There are a handful benefits to what CLDEMOTE does. Firstly, it frees up lower cache levels such as L1 and L2, which are smaller in size and dedicated to a CPU core, by pushing cache lines to the last-level cache (usually L3). Secondly, it enables rapid load movements between cores by pushing cache lines to L3, which is shared between multiple cores; so it could be picked up by a neighboring core. Dr. John McCalpin from UT Austin wrote a detailed article on CLDEMOTE.

Intel "Alder Lake" LGA1700 to Feature DDR5; "Rocket Lake" Thermal Specs Leaked

PTT leaked some juicy details of the upcoming Intel "Rocket Lake" and "Alder Lake" processor generations. "Rocket Lake" will power Intel's 11th generation Core processor series in the LGA1200 package, and are rumored to be a "back port" of Intel's advanced "Willow Cove" CPU cores to a 14 nm-class silicon fabrication node, with core-counts ranging up to 8. The idea for Intel is to sell high IPC, high clock-speed desktop processors for gaming.

According to the PTT report, there will be three kinds of SKUs for "Rocket Lake" based on TDP: 8-core parts with 95 W TDP rating; and 8-core, 6-core, and 4-core parts in 80 W TDP and 65 W TDP variants. For the 95 W (PL1) parts, the power-levels PL2, and PL4 are reportedly set at 173 W and 251 W, respectively, and a 56-second Tau (a timing variable that dictates how long a processor can stick around at an elevated power-state before retreating to PL1, which is interchangeable with the TDP value on the box). The 80 W TDP parts feature 146 W PL2, 191 W PL3, and 251 W PL4, but a lower Tau value of 28 seconds. For the 65 W parts, the PL2 is 128 W, PL3 is 177 W, and PL4 251 W, and the Tau value 28 seconds.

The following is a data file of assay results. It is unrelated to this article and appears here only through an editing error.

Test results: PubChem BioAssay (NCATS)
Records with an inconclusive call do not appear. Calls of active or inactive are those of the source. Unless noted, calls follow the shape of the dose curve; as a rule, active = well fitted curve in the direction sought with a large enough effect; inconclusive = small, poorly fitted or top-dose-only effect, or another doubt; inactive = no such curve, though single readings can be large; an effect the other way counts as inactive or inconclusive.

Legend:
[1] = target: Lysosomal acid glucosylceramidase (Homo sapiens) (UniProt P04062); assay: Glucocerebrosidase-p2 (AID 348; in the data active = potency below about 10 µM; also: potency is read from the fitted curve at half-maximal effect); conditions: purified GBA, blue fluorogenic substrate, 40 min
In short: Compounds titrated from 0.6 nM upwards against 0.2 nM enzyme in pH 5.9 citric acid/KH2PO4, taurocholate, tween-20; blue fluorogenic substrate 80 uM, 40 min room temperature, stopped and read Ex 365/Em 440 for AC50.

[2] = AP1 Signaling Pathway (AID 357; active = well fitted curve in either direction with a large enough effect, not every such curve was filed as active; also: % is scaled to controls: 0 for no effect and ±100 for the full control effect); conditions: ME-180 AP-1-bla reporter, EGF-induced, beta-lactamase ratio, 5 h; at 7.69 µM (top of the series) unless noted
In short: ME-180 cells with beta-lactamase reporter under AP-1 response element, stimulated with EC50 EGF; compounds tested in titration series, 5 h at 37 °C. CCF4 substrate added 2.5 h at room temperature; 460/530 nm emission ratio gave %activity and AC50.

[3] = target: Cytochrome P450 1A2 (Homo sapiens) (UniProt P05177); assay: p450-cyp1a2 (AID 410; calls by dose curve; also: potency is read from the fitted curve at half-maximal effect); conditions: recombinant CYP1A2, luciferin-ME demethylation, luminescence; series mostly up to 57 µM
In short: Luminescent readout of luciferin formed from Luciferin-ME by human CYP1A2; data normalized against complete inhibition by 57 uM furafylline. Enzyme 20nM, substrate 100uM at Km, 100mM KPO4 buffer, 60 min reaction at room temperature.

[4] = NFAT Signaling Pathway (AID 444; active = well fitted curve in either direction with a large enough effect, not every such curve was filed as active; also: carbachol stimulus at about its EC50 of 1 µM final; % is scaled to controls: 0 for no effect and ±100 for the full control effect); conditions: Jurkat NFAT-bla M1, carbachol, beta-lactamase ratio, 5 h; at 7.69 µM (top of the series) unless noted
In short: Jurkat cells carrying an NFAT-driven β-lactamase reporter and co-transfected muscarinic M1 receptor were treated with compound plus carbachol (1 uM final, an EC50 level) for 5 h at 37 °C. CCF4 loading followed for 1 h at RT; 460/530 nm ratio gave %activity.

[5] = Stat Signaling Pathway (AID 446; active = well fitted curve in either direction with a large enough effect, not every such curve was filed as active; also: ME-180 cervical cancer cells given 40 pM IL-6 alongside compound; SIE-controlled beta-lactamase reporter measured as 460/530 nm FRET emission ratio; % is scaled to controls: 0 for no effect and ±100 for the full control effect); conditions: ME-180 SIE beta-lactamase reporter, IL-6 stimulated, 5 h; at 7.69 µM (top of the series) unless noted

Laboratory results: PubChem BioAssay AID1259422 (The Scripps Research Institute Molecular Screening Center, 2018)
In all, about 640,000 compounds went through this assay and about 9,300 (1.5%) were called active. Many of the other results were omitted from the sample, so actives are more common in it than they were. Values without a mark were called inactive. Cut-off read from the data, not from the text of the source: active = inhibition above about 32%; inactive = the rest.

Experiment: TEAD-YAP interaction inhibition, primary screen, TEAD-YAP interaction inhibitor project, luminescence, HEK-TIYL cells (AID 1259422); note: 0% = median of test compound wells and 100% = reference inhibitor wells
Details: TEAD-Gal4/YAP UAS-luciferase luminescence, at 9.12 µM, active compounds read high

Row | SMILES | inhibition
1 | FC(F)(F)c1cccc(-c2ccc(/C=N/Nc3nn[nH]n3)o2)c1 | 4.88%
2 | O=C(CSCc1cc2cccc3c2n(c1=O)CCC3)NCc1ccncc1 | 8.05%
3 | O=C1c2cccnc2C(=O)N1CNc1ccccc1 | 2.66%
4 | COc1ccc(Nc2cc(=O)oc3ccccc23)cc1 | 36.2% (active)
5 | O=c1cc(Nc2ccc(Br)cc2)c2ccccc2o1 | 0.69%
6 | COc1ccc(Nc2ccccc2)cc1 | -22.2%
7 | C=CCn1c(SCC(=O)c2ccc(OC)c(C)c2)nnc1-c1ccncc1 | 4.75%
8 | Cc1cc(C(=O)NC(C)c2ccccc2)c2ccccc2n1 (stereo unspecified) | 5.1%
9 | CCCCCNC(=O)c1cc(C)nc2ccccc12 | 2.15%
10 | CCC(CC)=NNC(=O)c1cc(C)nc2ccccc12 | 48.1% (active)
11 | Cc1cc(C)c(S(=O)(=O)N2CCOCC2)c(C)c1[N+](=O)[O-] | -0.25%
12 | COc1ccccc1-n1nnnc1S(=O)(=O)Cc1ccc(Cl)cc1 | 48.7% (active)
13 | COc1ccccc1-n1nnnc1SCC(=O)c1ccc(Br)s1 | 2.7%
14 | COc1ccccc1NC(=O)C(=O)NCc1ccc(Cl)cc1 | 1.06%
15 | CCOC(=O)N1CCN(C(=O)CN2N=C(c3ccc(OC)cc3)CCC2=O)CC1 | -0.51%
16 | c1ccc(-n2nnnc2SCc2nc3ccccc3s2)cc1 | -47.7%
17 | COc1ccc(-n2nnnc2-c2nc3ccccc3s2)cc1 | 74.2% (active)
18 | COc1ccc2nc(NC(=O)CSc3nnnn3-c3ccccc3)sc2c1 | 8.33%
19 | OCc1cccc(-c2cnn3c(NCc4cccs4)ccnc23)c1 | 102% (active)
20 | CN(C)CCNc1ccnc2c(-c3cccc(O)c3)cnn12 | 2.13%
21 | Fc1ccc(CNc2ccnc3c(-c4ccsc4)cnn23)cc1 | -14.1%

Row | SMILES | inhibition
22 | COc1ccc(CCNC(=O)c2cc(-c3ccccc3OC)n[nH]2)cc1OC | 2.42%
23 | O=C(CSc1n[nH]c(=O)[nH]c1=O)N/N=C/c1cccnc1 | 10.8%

Intel's next LGA1700 Socket to Last Over Two Generations

The upcoming LGA1700 socket by Intel, which makes its debut with 12th generation Core "Alder Lake-S" desktop processors, could be the first in over a decade from the company, to support more than two processor generations. Intel has maintained streak of ensuring that a mainstream desktop CPU socket won't be compatible with more than two generations of Core processors. Controversy brew when the company artificially segmented the LGA1151 socket between the 6th, 7th, and 8th and 9th processor generations, with the latter two requiring a 300-series chipset motherboard and the former two not working on the newer chipset, even though all four generations are pin-compatible, and modders have been able to get the newer chips to work on older 100-series and 200-series motherboards with great success.